Inglewood Transit Connector Project receives positive rating from FTA

Nov. 1, 2023
The positive rating makes the project eligible for funding from the FTA’s CIG Program and moves it a step closer to receiving full funding and a groundbreaking.

The Inglewood Transit Connector (ITC) Project has received a positive rating from the Federal Transit Administration (FTA), making the project eligible for funding from the FTA’s Capital Investment Grants (CIG) Program and moves it a step closer to receiving full funding and a groundbreaking. 

“We thank the FTA for advancing the ITC Project, as it will not only enhance access to our housing, commercial and world-class sports and entertainment centers, it will provide access to good job opportunities and will lift up Inglewood, the South Bay and the entire region,” said Mayor of Inglewood, Calif., James T. Butts, Jr. “I thank President Biden, Secretary Buttigieg, Administrator Fernandez, the FTA team, as well as Sen. Padilla (D-CA), the late Sen. Feinstein (D-CA) and Congresswoman Waters (D-CA-43) for their continued commitment to facilitating investments in much-needed high-quality transit.” 

To achieve the rating, the city of Inglewood undertook a rigorous effort to demonstrate the ITC’s ridership potential, synergy with FTA’s land use and economic development goals and its financial ability to deliver the project. Projects such as the ITC must earn and maintain a ranking of “medium” or higher to be eligible for the federal funding provided through the FTA’s CIG program, which has already helped finance more than 150 projects around the country, ranging from subway systems to rapid transit bus lines. 

The ITC, a proposed 1.6-mile automated people mover, will address a “first/last” mile transportation gap between the Los Angeles County Metropolitan Transportation Authority (L.A. Metro) K Line and Inglewood’s new major employment and destination centers, including the Kia Forum, Sofi Stadium, YouTube Theater, the Intuit Dome, as well as the housing and commercial destinations in Hollywood Park. The ITC will both connect Inglewood residents to the L.A. Metro transit system and link riders from across L.A. Metro’s existing 100-plus miles of rail to Inglewood. The ITC would reduce greenhouse gases by averting millions of vehicle miles to and from Inglewood, create thousands of temporary construction and permanent jobs and bolster broader economic investment in the city and throughout the region.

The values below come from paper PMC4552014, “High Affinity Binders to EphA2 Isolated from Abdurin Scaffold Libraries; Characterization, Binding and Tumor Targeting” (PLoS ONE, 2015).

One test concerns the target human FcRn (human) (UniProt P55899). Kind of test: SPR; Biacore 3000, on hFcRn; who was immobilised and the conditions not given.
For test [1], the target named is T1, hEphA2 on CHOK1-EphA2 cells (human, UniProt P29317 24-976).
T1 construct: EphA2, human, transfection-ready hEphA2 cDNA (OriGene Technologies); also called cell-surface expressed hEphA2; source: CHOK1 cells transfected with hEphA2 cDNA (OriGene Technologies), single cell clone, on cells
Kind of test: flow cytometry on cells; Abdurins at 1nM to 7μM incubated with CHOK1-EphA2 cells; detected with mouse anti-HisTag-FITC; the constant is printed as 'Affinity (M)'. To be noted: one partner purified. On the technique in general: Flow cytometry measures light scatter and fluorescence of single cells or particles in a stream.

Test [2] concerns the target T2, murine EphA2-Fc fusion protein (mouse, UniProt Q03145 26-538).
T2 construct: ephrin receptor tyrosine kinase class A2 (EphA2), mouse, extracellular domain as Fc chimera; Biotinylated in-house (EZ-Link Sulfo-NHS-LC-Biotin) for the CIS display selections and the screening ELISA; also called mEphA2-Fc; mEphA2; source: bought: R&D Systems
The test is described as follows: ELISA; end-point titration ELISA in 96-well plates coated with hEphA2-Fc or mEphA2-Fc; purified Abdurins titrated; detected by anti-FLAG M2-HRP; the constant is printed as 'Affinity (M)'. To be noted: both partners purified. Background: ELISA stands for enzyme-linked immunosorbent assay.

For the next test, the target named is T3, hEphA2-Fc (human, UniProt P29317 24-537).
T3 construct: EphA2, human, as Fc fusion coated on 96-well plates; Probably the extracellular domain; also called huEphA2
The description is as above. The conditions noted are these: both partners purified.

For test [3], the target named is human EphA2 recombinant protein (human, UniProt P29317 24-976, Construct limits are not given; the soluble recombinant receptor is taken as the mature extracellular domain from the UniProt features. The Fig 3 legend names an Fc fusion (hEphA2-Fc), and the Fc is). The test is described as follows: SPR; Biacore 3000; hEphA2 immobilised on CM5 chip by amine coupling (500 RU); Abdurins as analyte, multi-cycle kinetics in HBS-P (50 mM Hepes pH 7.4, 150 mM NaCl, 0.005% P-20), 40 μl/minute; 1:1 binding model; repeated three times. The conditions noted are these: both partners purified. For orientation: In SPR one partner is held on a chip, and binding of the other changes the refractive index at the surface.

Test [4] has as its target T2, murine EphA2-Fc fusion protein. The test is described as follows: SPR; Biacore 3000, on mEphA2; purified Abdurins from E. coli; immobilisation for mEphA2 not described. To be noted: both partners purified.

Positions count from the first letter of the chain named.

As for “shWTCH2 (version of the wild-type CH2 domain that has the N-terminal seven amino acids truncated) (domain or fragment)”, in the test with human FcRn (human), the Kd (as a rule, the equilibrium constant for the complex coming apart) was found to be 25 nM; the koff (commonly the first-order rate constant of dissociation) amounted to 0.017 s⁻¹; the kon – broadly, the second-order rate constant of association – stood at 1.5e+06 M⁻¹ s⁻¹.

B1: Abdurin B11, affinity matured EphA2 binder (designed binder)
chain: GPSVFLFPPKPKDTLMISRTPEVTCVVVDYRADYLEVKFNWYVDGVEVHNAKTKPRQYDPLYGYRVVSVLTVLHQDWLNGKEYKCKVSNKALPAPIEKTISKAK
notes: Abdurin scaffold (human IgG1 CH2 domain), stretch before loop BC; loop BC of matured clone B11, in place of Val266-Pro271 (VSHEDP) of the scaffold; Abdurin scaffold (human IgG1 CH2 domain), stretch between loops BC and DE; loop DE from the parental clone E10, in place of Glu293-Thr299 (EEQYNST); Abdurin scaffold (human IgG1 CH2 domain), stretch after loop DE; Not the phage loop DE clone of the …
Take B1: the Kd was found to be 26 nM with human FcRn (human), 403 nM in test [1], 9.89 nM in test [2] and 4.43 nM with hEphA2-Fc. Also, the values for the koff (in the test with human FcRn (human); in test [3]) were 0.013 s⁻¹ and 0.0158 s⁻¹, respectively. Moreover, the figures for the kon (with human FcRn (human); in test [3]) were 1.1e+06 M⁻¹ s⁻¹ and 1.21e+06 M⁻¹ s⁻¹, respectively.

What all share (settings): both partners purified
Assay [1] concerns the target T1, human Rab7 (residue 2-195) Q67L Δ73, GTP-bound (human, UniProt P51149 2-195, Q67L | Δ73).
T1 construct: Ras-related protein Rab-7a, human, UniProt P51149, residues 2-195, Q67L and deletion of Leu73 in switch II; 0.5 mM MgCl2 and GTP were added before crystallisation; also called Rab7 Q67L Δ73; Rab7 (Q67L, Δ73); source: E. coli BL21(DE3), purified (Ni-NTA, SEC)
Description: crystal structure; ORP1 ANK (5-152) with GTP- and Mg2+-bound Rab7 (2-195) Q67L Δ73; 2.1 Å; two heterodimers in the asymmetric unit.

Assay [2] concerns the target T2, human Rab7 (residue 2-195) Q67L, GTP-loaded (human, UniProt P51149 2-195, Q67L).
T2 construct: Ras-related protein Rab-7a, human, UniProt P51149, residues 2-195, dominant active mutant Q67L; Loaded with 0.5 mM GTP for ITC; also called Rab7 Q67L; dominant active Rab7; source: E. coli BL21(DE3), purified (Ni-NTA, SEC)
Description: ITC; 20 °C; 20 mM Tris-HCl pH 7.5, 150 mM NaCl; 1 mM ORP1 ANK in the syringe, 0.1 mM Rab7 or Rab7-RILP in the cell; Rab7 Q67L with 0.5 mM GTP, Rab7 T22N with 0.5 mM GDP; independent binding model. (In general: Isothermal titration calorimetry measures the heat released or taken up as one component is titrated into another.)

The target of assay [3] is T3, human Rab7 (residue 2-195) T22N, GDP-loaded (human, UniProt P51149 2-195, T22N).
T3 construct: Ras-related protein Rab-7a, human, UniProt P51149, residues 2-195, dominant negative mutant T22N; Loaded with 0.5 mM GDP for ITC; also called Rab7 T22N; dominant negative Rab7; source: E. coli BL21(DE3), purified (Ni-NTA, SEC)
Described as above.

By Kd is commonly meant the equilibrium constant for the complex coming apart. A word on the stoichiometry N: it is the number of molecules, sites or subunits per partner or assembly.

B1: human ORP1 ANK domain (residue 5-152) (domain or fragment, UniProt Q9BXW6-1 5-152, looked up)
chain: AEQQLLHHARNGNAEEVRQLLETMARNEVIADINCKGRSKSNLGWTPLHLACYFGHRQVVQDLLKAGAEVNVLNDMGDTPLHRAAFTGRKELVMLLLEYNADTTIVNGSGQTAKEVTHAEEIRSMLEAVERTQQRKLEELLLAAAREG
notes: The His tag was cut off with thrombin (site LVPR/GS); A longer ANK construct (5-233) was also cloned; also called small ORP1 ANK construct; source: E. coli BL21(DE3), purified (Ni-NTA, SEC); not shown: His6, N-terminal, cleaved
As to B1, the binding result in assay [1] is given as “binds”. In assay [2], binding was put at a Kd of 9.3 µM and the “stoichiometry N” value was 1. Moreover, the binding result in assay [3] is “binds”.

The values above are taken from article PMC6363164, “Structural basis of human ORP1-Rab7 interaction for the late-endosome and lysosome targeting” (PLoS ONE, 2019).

“We have many more hurdles to cross on this project but today is a day to be grateful,” said Eloy Morales, councilmember for District 3 in Inglewood. “What we are doing is nothing less than taking a big, bold idea from vision to reality. It’s a complex process but its purpose is simple – the ITC will benefit our residents, business owners and everyone who comes to Inglewood.” 

Disadvantaged businesses enterprises (DBEs) are anticipated to benefit from the project, with a requirement that 16 percent of all contract values go to DBEs and a broader goal that 30 percent of all contract values go to small, minority, women and veteran businesses. In addition, a Community Workforce Agreement, which has already been executed by the city and the LA/OC Building Trades, will require that 35 percent of construction hours be worked by local hires, 10 percent by transitional workers and up to 30 percent by apprenticeships. 

“The ITC Project is more than a transit solution," said Gloria Gray, councilwoman for District 1 in Inglewood. “It is literally a vehicle for job opportunities. It would also reduce our carbon footprint and support the economic development of our entire region. The city appreciates our state, local and federal partners whose tremendous support has brought us to this point.” 

The city of Inglewood has partnered with LA Metro to establish the Inglewood Transit Connector Joint Powers Authority (JPA), which will ultimately oversee and manage the project. 

The ITC Project has made significant progress over the past year, having received compliance with the California Environmental Quality Act and the National Environmental Protection Act and securing more than $873 million in local, state and federal funds. The city and JPA anticipates leveraging those committed funds and other grants currently being pursued to secure a CIG grant to cover 60 percent of the anticipated project costs. 

Three teams have been prequalified by the city and are expected to bid on a solicitation to design, build, finance, operate and maintain the ITC this fall, with an award anticipated in the second quarter of 2024.